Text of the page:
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Accessible Parking Etiquette

The ability to safely park at one’s destination is an important component of community participation for people with disabilities. With the proper permit, people with disabilities should be able to use accessible parking spaces in public parking lots. However, a lot of people with disabilities have encountered barriers to parking.

Source Credit: University of Kansas Research and Training Center on Independent Living
This brochure is made possible by a grant from the Dole Institute of Politics, with funding from the General Electric Company.
Endorsed by the Kansas Commission on Disability Concerns and the Kansas Association of Centers for Independent Living. View Online: Accessible Parking Etiquette

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Deterring Access Aisle Parking Violations

The ability to safely park at one’s destination is an important component of community participation for people with disabilities. With the proper permit, people with disabilities should be able to use accessible parking spaces in public parking lots. However, a lot of people with disabilities have encountered barriers to parking. Researchers at the Research and Training Center on Independent Living at KU conducted two studies on accessible parking. This study examined factors related to access aisle violations. Access aisles are the diagonally marked spaces adjacent to the accessible parking spaces that are designed for use by people with disabilities. Access aisles are usually marked with yellow, white, or blue diagonal stripes.

Source Credit: University of Kansas Research and Training Center on Independent Living
This material is reproduced with permission of the University of Kansas Research and Training Center on Independent Living. In addition, please add “The contents of this publication were developed under a grant from the National Institute on Disability, Independent Living, and Rehabilitation Research (NIDILRR grant number 90RT5015). NIDILRR is a Center within the Administration for Community Living (ACL), Department of Health and Human Services (HHS). These contents do not necessarily represent the policy of NIDILRR, ACL, or HHS, and you should not assume endorsement by the Federal Government.

DOWNLOAD: Deterring Access Aisle Parking Violations Fact Sheet
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Encouraging Reservation of Van Designated Spaces for Lift-or-Ramp-Equipped Van Users

The ability to safely park at one’s destination is an important component of community participation for people with disabilities. With the proper permit, people with disabilities should be able to use accessible parking spaces in public parking lots. However, a lot of people with disabilities have encountered barriers to parking. Researchers at the Research and Training Center on Independent Living at KU conducted two studies on accessible parking. This study examined using different signage to encourage reservation of van-accessible spaces for people who use ramp- or lift-equipped vehicles. Wheelchair users who travel in a ramp- or lift-equipped van (RLEV) often reach their destination only to find the van-accessible parking space occupied by a non-ramp or lift-equipped vehicle (NRLEV) that does not need the wider access aisle placed next to van-accessible spaces. This study found that alternate signage for van-accessible parking spaces can prompt  rivers of vehicles without ramps or lifts to use a regular accessible space when available, reserving the van accessible space for RLEV users.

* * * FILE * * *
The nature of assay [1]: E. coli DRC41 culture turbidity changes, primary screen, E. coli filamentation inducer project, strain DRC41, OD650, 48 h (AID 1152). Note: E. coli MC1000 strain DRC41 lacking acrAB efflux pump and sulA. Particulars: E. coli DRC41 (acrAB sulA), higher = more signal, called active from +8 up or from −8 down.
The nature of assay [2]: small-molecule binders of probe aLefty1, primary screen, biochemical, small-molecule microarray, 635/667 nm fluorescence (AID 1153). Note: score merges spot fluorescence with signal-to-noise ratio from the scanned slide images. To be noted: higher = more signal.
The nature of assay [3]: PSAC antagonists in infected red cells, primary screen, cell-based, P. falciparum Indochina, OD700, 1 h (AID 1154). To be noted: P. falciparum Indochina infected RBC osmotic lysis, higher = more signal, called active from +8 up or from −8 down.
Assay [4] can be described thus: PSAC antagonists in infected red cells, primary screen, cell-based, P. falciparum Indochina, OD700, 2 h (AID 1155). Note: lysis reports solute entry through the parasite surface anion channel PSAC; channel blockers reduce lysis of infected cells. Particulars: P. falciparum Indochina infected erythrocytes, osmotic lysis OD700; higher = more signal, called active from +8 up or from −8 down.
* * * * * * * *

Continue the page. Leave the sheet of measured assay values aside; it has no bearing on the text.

Source Credit: University of Kansas Research and Training Center on Independent Living 
This material is reproduced with permission of the University of Kansas Research and Training Center on Independent Living. In addition, please add “The contents of this publication were developed under a grant from the National Institute on Disability, Independent Living, and Rehabilitation Research (NIDILRR grant number 90RT5015). NIDILRR is a Center within the Administration for Community Living (ACL), Department of Health and Human Services (HHS). These contents do not necessarily represent the policy of NIDILRR, ACL, or HHS, and you should not assume endorsement by the Federal Government.

DOWNLOAD: Parking Equity: Encouraging Reservation of Van Designated Spaces for Lift-or-Ramp-Equipped Van Users Fact Sheet
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Can Induced Empathy Cause Behavioral Change? A Pilot Study of Alternative Signage to Reduce Accessible Parking Space Violations

A pilot study that tested the effectiveness of an empathy targeting sign on decreasing the number of parking violations in accessible parking spaces for people with disabilities was conducted in Fairfax County. Observational data was collected during a six-week A-B-A design. During the treatment period the empathy targeting sign was placed below the traditional signs at four accessible parking spaces. Although no statistically significant differences were observed in parking behaviors, notable trends in the desired direction were seen during the treatment period (a reduction in the number of violations and an increase in the number of potential violations where drivers seemingly changed their minds about parking in the accessible spaces).

Source Credit: Michael Waltrip, Ami Getu, (George Mason University), Michael Perel (Fairfax Area Commission on Aging)

DOWNLOAD: Can Induced Empathy Cause Behavioral Change? A pilot study
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